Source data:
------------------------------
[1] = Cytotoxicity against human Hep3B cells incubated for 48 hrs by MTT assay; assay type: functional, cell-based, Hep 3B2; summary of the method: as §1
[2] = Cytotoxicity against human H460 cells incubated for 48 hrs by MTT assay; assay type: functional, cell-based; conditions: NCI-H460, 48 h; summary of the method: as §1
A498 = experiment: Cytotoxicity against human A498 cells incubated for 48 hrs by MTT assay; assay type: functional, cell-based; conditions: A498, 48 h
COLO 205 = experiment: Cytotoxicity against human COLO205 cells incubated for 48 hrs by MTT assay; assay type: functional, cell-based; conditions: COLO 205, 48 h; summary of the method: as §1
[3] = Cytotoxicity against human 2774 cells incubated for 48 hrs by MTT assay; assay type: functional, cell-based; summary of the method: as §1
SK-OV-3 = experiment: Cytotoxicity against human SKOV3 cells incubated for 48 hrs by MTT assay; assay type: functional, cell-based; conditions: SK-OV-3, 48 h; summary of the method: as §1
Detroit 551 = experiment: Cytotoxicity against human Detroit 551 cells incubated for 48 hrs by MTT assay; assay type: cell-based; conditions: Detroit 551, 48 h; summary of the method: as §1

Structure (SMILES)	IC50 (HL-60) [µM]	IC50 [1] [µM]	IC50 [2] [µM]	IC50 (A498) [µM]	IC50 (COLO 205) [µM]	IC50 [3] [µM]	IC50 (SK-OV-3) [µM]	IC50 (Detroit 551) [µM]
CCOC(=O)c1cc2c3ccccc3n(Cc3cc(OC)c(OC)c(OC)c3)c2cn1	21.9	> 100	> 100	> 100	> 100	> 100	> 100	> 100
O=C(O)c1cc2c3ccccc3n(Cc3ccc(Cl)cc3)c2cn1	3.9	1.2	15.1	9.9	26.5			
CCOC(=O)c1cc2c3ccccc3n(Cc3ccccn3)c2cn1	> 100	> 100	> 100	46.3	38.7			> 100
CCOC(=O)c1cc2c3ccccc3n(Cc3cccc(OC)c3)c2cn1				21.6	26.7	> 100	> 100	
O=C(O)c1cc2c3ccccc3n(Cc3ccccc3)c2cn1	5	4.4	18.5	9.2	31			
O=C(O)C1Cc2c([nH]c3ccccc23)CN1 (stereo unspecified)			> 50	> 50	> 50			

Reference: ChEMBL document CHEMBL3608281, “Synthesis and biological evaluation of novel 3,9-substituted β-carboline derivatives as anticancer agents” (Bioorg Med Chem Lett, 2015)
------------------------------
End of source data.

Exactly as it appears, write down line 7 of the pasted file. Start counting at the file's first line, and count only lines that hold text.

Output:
Detroit 551 = experiment: Cytotoxicity against human Detroit 551 cells incubated for 48 hrs by MTT assay; assay type: cell-based; conditions: Detroit 551, 48 h; summary of the method: as §1